5 Stages of Sleep Deprivation and Their Effects, The Longer The Smoother!


Besides eating, sleeping is a human effort to survive. During sleep, many things happen to the body, one of which is the regeneration of cells and performing important biological functions. Each age level has different sleep needs.

Adults need 7-8 hours of sleep at night every day. However, in reality, not everyone is able to meet the needs of sleep. Lifestyle, health, work, are some of the factors a person experiences lack of sleep.

In the short term, sleep deprivation may not result in anything, but if it occurs continuously, sleep deprivation can have serious health effects. Quoted from Health Line, lack of sleep can cause decreased cognitive function, easy inflammation, and decreased immunity.

Don't be underestimated! lack of sleep can actually be a trigger

Furthermore, it seems that sleep deprivation itself has several stages, which are divided into 12 or 24 hours and have an effect that gets worse when a person is sleep deprived. Compiled from Health Line, here are the reviews.

Stage 1: After 24 hours

Not sleeping for 24 hours may be normal for some people. Serious effects on health may not arise from lack of sleep during this time. However, according to the Centers for Disease Control and Prevention in the United States, 24 hours of sleep deprivation is said to be equivalent to having a blood alcohol concentration of 0.10 percent.

This level is somewhat higher than the limit for legal driving. Because staying awake 24 hours can cause symptoms such as drowsiness, irritability, increased risk of stress, decreased alertness, impaired concentration, forgetfulness, fatigue, tremors, cravings, and panda eyes.

Stage 2: After 36 hours

At the stage of 36 hours of sleep deprivation, the effects will look more intense than before, one of which is an overwhelming desire to sleep. Some people may experience microsleep or short sleep without realizing it.

At this stage, parts of the brain will have difficulty communicating with each other, impairing cognitive performance and causing effects such as impaired memory, difficulty learning new information, behavioral changes, impaired decision making, difficulty processing cues, and slow reactions.

Sometimes, there are also effects on health, such as increased appetite, easy inflammation in the body, decreased immunity, and very tired.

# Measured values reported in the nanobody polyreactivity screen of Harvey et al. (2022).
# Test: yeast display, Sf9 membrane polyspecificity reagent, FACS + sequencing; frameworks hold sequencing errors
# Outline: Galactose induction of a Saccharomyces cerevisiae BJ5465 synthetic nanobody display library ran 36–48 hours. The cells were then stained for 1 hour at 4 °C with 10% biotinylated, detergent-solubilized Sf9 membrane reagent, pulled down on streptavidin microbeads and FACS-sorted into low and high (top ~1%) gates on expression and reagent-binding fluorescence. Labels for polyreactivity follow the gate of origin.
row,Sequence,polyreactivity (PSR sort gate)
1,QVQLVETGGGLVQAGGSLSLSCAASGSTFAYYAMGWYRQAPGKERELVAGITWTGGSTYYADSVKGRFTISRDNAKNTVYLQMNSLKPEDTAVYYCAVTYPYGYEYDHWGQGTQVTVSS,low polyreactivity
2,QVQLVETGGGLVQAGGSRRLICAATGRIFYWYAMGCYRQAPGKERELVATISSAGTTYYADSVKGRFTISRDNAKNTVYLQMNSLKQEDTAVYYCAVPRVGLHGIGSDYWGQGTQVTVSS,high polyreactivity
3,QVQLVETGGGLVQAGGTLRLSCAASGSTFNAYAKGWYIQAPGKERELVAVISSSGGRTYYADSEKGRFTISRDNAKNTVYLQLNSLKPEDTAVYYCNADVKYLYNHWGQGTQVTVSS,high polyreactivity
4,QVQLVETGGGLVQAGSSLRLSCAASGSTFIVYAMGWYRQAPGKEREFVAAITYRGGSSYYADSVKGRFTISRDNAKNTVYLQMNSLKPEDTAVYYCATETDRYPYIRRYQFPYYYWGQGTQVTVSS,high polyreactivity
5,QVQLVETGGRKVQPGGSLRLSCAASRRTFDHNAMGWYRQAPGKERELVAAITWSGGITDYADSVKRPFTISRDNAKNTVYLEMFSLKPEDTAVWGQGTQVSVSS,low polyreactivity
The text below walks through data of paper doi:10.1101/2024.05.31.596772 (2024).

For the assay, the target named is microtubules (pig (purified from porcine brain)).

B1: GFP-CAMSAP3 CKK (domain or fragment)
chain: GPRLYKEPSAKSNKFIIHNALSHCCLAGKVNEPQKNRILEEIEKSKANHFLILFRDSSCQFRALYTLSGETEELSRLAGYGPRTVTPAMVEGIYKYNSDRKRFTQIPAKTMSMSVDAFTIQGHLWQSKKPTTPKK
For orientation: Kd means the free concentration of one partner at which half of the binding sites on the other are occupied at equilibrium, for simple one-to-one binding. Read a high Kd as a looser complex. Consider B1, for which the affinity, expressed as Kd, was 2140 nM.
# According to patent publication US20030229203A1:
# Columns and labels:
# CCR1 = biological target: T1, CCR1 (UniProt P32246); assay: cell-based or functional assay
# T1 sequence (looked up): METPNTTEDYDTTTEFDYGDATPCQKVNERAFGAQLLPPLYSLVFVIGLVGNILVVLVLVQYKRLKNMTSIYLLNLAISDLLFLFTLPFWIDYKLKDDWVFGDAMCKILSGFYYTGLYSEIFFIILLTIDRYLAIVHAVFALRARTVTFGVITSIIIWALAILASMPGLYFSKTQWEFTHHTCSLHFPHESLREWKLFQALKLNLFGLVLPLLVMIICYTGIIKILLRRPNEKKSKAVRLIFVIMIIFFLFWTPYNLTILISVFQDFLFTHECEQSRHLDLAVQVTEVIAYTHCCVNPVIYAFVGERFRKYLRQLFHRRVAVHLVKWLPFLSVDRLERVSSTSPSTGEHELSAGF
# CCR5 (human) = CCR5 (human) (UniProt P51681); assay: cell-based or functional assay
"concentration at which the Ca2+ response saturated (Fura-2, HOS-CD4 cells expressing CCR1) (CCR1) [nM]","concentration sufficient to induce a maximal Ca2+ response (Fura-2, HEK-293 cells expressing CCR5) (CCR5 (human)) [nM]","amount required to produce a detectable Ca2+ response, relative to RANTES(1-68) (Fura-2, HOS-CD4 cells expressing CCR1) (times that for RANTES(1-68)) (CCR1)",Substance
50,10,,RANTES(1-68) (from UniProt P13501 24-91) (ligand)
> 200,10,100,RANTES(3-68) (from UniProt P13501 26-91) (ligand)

Stage 3: After 48 hours

This stage is an extreme sleep deprivation. Not only the possibility of microsleep, lack of sleep for 48 hours also opens a person's opportunity to start hallucinating, such as seeing, hearing, or feeling things that are not really there.

Moreover, other effects are also possible, such as loss of identity, anxiety, increased stress, and extreme fatigue. Never try to drive a vehicle or activity that requires high focus.

Stage 4: Wake up for 72 hours

At this stage, the possibility of microsleep can occur more often and for longer. Furthermore, sleep deprivation will significantly impair perception, plus hallucinations may become more complex with accompanying illusions, delusions, disorganized thinking, and loss of identity.

Stage 5: Waking up for 96 hours or more

Many distractions occur about reality after 4 days of sleep absence. If a person loses so many hours of sleep that he cannot interpret reality, it is called sleep deprivation psychosis.

How to fix it

It is very possible for a person to recover from sleep deprivation. The trick is to go to bed earlier than sleeping late at night. That way, it will be more likely to get at least 7-8 hours of rest every night. This will help your body get back on schedule.

However, this method of restoring sleep cannot be instant. It can take days or weeks to recover from sleep deprivation. Health Line says 1 hour of sleep deprivation takes 4 days to recover. So, the longer you are awake, the longer it will take to recover.

With the aforementioned effects, everyone is advised not to do activities that require high concentration, such as driving, operating machinery, and others.

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